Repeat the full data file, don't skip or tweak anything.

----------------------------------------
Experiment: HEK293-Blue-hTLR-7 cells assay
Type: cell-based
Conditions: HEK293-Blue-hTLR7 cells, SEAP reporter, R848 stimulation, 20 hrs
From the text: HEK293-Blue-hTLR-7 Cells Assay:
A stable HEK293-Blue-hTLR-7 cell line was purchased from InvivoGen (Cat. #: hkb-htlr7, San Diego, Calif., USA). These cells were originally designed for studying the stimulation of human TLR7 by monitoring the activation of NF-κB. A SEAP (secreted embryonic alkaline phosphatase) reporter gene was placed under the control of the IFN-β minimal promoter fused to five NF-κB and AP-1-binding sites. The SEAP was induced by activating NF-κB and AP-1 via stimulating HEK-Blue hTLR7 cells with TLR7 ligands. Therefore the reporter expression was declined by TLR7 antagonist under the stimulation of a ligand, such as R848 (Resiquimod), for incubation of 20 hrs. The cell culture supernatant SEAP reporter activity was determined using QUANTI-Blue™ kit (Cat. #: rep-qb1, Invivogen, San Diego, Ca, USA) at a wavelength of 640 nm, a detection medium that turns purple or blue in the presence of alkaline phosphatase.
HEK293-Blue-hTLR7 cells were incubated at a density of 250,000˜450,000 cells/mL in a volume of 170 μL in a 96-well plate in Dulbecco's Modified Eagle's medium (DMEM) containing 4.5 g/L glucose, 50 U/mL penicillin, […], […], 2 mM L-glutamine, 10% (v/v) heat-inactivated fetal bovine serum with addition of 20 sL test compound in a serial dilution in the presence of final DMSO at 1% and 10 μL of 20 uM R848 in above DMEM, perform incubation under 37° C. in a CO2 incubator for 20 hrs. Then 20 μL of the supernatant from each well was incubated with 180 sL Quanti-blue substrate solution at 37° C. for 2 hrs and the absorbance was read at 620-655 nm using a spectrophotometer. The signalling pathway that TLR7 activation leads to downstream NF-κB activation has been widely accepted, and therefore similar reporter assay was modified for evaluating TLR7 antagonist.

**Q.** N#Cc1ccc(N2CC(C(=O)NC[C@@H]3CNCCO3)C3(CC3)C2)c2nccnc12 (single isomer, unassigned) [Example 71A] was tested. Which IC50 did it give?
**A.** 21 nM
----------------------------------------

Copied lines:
Experiment: HEK293-Blue-hTLR-7 cells assay
Type: cell-based
Conditions: HEK293-Blue-hTLR7 cells, SEAP reporter, R848 stimulation, 20 hrs
From the text: HEK293-Blue-hTLR-7 Cells Assay:
A stable HEK293-Blue-hTLR-7 cell line was purchased from InvivoGen (Cat. #: hkb-htlr7, San Diego, Calif., USA). These cells were originally designed for studying the stimulation of human TLR7 by monitoring the activation of NF-κB. A SEAP (secreted embryonic alkaline phosphatase) reporter gene was placed under the control of the IFN-β minimal promoter fused to five NF-κB and AP-1-binding sites. The SEAP was induced by activating NF-κB and AP-1 via stimulating HEK-Blue hTLR7 cells with TLR7 ligands. Therefore the reporter expression was declined by TLR7 antagonist under the stimulation of a ligand, such as R848 (Resiquimod), for incubation of 20 hrs. The cell culture supernatant SEAP reporter activity was determined using QUANTI-Blue™ kit (Cat. #: rep-qb1, Invivogen, San Diego, Ca, USA) at a wavelength of 640 nm, a detection medium that turns purple or blue in the presence of alkaline phosphatase.
HEK293-Blue-hTLR7 cells were incubated at a density of 250,000˜450,000 cells/mL in a volume of 170 μL in a 96-well plate in Dulbecco's Modified Eagle's medium (DMEM) containing 4.5 g/L glucose, 50 U/mL penicillin, […], […], 2 mM L-glutamine, 10% (v/v) heat-inactivated fetal bovine serum with addition of 20 sL test compound in a serial dilution in the presence of final DMSO at 1% and 10 μL of 20 uM R848 in above DMEM, perform incubation under 37° C. in a CO2 incubator for 20 hrs. Then 20 μL of the supernatant from each well was incubated with 180 sL Quanti-blue substrate solution at 37° C. for 2 hrs and the absorbance was read at 620-655 nm using a spectrophotometer. The signalling pathway that TLR7 activation leads to downstream NF-κB activation has been widely accepted, and therefore similar reporter assay was modified for evaluating TLR7 antagonist.

**Q.** N#Cc1ccc(N2CC(C(=O)NC[C@@H]3CNCCO3)C3(CC3)C2)c2nccnc12 (single isomer, unassigned) [Example 71A] was tested. Which IC50 did it give?
**A.** 21 nM